I'm not quite at a level to learn from books or more static resources, and would prefer the interactivity of an app to help get me to that comfort level again. I've tried Pimsleur and wasn't as much of a fan of their format that reminded me of language tapes. One of the things I enjoyed with Duolingo was the verbal parts of it that helped with my pronunciation, and Pimsleur didn't appear to offer that.

      Any recommendations would be greatly appreciated! I have seen old posts referring to a SubStack and other resources, but at this time I need a refresher before I feel comfortable diving into those. I would love to incorporate learning a little bit of Ukrainian everyday again! Слава Україні!

      19 votes
    4. Place to learn Japanese

      So,this has been on my mind for a long time and i have tried some available/widely known methods to learn japanese language.So far iam not satisfied with my results.Can someone suggest me some...

      So,this has been on my mind for a long time and i have tried some available/widely known methods to learn japanese language.So far iam not satisfied with my results.Can someone suggest me some ways that worked for them preferably for free/cheap.The main problem is the letters or characters.i can comprehend and manage to speak a very basic levels of the language mainly from consuming media from japan,some duolingo and such.....
      any and all advice is appreciated
      Help me out guys

      36 votes
    5. From beginner to conversational in three months of learning Russian: My takeaways

      I'm posting this outside of the language learning thread because I worry those not currently learning languages are skipping it altogether :) In this post, I want to share general advice and...

      I'm posting this outside of the language learning thread because I worry those not currently learning languages are skipping it altogether :) In this post, I want to share general advice and takeaways about language learning, so this is for everybody, not just current learners!


      Today, I've hit I think a big milestone: I am now comfortable calling myself "conversational" in Russian. This comes on the heels of a 30 minutes, all-Russian, naturally-flowing conversation with my coach who was very impressed, and a couple days after having participated in a total of 4+ hours of conversations that included a native speaker who doesn't actually speak English (training wheels are off, now!).

      The goal I set myself mid-may to reach in 1 year, has been reached in 3 months. My Duolingo streak is on 87 days (or 89? I don't know if it counts the two streak freezes that were used), but I picked up DL a week after I started.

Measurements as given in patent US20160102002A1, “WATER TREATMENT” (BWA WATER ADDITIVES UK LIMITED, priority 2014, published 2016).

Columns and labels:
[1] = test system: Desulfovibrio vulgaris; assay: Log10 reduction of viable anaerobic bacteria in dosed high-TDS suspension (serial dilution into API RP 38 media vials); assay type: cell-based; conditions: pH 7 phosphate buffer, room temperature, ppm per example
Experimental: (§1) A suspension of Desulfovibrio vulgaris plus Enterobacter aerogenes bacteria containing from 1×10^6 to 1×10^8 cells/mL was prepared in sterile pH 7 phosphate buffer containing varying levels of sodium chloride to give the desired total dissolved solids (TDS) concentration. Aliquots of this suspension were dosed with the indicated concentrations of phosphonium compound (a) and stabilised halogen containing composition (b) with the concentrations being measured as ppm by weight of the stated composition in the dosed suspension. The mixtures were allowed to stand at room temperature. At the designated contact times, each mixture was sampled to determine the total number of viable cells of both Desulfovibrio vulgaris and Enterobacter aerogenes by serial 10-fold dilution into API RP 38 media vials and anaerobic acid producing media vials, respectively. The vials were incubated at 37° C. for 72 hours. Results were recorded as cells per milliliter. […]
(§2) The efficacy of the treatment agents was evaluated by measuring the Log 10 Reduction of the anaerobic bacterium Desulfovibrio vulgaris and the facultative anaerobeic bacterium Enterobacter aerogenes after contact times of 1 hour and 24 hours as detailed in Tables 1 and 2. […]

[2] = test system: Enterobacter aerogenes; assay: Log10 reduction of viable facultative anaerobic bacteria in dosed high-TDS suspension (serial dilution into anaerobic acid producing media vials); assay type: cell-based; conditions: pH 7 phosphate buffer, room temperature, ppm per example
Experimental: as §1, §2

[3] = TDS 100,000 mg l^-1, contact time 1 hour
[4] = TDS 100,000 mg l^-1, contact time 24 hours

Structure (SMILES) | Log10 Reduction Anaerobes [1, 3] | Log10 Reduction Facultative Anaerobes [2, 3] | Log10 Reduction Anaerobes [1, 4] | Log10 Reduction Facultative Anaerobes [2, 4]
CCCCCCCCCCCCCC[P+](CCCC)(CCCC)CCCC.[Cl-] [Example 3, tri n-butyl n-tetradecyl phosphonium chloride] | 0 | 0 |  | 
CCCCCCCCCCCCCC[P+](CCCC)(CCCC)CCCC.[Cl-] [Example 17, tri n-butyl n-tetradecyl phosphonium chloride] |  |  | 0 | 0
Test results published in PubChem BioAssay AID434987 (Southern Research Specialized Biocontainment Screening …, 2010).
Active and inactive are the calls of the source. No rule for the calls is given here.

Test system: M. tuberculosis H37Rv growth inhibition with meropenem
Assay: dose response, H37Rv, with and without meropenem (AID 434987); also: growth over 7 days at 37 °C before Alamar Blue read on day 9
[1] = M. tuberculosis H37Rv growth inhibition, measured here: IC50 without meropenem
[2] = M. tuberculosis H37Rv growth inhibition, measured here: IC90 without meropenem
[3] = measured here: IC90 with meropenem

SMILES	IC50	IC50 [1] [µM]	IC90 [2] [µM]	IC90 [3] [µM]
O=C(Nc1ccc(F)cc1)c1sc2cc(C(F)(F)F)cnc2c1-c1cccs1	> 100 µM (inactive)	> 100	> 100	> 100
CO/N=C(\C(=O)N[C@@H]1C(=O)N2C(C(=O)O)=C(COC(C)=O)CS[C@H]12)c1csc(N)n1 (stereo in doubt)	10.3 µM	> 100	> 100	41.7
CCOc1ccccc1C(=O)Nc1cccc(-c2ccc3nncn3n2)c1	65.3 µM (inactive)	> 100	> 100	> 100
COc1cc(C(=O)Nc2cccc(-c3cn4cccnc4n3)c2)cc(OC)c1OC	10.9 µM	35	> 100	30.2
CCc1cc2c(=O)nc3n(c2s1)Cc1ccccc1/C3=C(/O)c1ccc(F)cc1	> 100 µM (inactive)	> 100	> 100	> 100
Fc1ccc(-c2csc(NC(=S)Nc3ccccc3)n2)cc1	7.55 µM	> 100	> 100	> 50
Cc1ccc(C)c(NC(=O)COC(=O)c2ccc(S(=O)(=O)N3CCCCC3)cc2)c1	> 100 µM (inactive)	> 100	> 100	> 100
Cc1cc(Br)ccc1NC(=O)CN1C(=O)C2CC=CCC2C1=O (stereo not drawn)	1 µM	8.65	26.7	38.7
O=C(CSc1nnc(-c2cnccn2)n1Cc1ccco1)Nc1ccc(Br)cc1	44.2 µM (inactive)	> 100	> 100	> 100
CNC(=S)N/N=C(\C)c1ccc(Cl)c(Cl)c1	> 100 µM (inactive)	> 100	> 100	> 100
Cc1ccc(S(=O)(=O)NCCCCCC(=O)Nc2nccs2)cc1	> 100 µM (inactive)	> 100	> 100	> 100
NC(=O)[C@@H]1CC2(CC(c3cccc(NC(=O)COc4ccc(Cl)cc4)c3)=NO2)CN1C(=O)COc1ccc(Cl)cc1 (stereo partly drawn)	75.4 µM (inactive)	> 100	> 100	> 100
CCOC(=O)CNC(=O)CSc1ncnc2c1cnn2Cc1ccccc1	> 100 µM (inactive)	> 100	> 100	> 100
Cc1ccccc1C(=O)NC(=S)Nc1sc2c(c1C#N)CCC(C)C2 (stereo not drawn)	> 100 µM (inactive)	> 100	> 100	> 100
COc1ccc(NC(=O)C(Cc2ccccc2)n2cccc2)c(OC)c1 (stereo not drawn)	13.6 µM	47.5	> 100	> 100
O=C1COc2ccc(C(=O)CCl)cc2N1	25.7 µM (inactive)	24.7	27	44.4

During this time, I journaled my progress here on Tildes (1, 2, 3, 4, 5, 6, 7 - really, I hope Tildes isn't getting sick of my spam!), and rekindled my love for learning languages. I think it's time for a recap: What worked, what helped the most, etc.

      Summary

      I didn't follow one specific technique or guide. Everything from the beginning has been improvised, based on experience from previous languages, and gut feel.

      I talked about my methods in-depth in the journaling posts, but here's the bird's eye view of it:

      1. Learn the script first, and how it's pronounced (I had already done that years ago, kinda)
      2. Rigorously followed a single, complete-beginner crash course to get me started. In my case, a 9-hour, 30 episodes youtube series called Russian Made Easy, at an average of 45 min/day.
      3. Started using Drops to start accumulating vocabulary; this replaced Flashcards for me.
      4. After a little while, started the Duolingo course (but I don't use Duolingo the way most people do - See the old journals for details) and kept up with the streak since.
      5. Started listening to spoken material on YouTube, as much as possible, even before I could understand what was being said.
      6. Force myself to interact with the language by switching away from English in a variety of devices and apps
      7. Watch loads of short videos on various bits and pieces about grammar, etymology, word lists and misc advice
      8. Started writing in Russian on IM apps (at first using Google Translate, then without) with natives. Ask for feedback on it all.
      9. Regularly try to speak, to whomever would have a conversation with me.
      10. Regularly introspect: appreciate my progress, share it, and think about what I need to work on

      Deep dive


      Motivation

      I wrote about how important motivation is. People start learning a language and then abandon it after a few weeks like a gym membership purchased on January 2nd. Having a motivator that goes beyond "this sounds cool" is really important, because all this is a lot of effort and your brain won't see the point of making all that effort if you don't have a proper need to go through it all.